SCENE I. A seaport in Cyprus. A Platform.
[Enter Montano and two Gentlemen.]
What from the cape can you discern at sea?
Nothing at all: it is a high-wrought flood;
I cannot, 'twixt the heaven and the main,
Descry a sail.
Methinks the wind hath spoke aloud at land;
A fuller blast ne'er shook our battlements:
If it hath ruffian'd so upon the sea,
What ribs of oak, when mountains melt on them,
Can hold the mortise? What shall we hear of this?
A segregation of the Turkish fleet:
For do but stand upon the foaming shore,
The chidden billow seems to pelt the clouds;
The wind-shak'd surge, with high and monstrous main,
Seems to cast water on the burning Bear,
And quench the guards of the ever-fixed pole;
I never did like molestation view
On the enchafed flood.
If that the Turkish fleet
Be not enshelter'd and embay'd, they are drown'd;
It is impossible to bear it out.
[Enter a third Gentleman.]
News, lads! our wars are done.
The desperate tempest hath so bang'd the Turks
That their designment halts; a noble ship of Venice
Hath seen a grievous wreck and sufferance
On most part of their fleet.
How! is this true?
The ship is here put in,
A Veronessa; Michael Cassio,
Lieutenant to the warlike Moor Othello,
Is come on shore: the Moor himself's at sea,
And is in full commission here for Cyprus.
I am glad on't; 'tis a worthy governor.
But this same Cassio, — though he speak of comfort
Touching the Turkish loss, — yet he looks sadly,
And prays the Moor be safe; for they were parted
With foul and violent tempest.
Pray heavens he be;
For I have serv'd him, and the man commands
Like a full soldier. Let's to the sea-side, ho!
As well to see the vessel that's come in
As to throw out our eyes for brave Othello,
Even till we make the main and the aerial blue
An indistinct regard.
Come, let's do so;
For every minute is expectancy
Of more arrivance.
Thanks you, the valiant of this warlike isle,
That so approve the Moor! O, let the heavens
Give him defence against the elements,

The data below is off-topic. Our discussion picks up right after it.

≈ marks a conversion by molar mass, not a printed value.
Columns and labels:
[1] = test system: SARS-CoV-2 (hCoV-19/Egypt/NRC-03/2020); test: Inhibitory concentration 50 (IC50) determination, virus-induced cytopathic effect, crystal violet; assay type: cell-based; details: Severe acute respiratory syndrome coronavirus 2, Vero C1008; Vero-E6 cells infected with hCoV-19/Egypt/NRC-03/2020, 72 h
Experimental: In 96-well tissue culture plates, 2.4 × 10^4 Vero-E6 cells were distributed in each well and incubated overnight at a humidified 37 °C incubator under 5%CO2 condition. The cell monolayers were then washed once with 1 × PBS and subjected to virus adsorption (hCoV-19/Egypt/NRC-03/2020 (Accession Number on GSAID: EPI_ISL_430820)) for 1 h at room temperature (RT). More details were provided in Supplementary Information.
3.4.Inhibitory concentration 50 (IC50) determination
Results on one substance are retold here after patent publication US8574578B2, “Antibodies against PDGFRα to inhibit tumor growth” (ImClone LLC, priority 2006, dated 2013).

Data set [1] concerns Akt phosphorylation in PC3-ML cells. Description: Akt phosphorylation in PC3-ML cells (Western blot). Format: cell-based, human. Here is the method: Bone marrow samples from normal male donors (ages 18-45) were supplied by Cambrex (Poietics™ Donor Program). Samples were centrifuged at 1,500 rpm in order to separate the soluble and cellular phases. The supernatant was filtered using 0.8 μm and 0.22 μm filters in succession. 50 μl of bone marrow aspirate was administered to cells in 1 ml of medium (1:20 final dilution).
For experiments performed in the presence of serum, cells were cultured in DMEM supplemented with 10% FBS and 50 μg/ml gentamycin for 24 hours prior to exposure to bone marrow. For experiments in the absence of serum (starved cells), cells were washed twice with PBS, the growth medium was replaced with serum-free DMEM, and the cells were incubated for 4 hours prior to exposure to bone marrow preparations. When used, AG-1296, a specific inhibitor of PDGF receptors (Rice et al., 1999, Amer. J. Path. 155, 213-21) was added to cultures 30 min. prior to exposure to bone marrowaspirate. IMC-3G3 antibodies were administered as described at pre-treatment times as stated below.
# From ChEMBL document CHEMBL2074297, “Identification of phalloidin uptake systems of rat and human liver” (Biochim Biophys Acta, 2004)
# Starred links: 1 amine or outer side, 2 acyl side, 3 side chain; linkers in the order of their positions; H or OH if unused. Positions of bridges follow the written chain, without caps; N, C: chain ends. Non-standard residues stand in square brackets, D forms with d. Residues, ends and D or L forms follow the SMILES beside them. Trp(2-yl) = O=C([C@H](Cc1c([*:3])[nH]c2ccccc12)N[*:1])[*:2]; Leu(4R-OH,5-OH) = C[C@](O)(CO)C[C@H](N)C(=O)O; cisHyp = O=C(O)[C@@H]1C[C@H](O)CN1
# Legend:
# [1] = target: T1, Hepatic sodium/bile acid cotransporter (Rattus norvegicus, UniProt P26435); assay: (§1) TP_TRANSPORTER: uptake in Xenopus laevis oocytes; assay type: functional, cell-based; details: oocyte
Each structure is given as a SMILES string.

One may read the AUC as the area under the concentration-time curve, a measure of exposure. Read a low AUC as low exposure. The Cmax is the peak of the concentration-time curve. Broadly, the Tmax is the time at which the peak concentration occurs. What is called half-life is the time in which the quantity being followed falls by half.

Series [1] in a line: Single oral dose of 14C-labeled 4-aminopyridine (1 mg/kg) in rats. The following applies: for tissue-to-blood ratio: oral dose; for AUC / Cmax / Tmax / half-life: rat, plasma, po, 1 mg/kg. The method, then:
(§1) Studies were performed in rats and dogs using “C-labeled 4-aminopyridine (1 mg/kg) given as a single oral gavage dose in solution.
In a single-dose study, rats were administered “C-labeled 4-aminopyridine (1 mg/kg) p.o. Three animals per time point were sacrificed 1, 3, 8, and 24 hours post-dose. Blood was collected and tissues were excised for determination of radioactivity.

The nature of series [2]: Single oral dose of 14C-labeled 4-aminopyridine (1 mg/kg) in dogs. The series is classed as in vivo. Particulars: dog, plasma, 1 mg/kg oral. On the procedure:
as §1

For I have lost him on a dangerous sea!
Is he well shipp'd?
His bark is stoutly timber'd, and his pilot
Of very expert and approv'd allowance;
Therefore my hopes, not surfeited to death,
Stand in bold cure.
[Within.] A sail, a sail, a sail!
[Enter a fourth Gentleman.]
The town is empty; on the brow o' the sea
Stand ranks of people, and they cry, "A sail!"
My hopes do shape him for the governor.
They do discharge their shot of courtesy:
Our friends at least.
I pray you, sir, go forth,
And give us truth who 'tis that is arriv'd.
But, good lieutenant, is your general wiv'd?
Most fortunately: he hath achiev'd a maid
That paragons description and wild fame,
One that excels the quirks of blazoning pens,
And in the essential vesture of creation
Does tire the ingener. —
[Re-enter second Gentleman.]
How now! who has put in?
'Tis one Iago, ancient to the general.
He has had most favourable and happy speed:
Tempests themselves, high seas, and howling winds,
The gutter'd rocks, and congregated sands, —
Traitors ensteep'd to clog the guiltless keel, —
As having sense of beauty, do omit
Their mortal natures, letting go safely by
The divine Desdemona.
What is she?
She that I spake of, our great captain's captain,
Left in the conduct of the bold Iago;
Whose footing here anticipates our thoughts
A se'nnight's speed. — Great Jove, Othello guard,
And swell his sail with thine own powerful breath,
That he may bless this bay with his tall ship,
Make love's quick pants in Desdemona's arms,
Give renew'd fire to our extincted spirits,
And bring all Cyprus comfort! O, behold,
[Enter Desdemona, Emilia, Iago, Roderigo, and Attendants.]
The riches of the ship is come on shore!
Ye men of Cyprus, let her have your knees. —
Hall to thee, lady! and the grace of heaven,
Before, behind thee, and on every hand,
Enwheel thee round!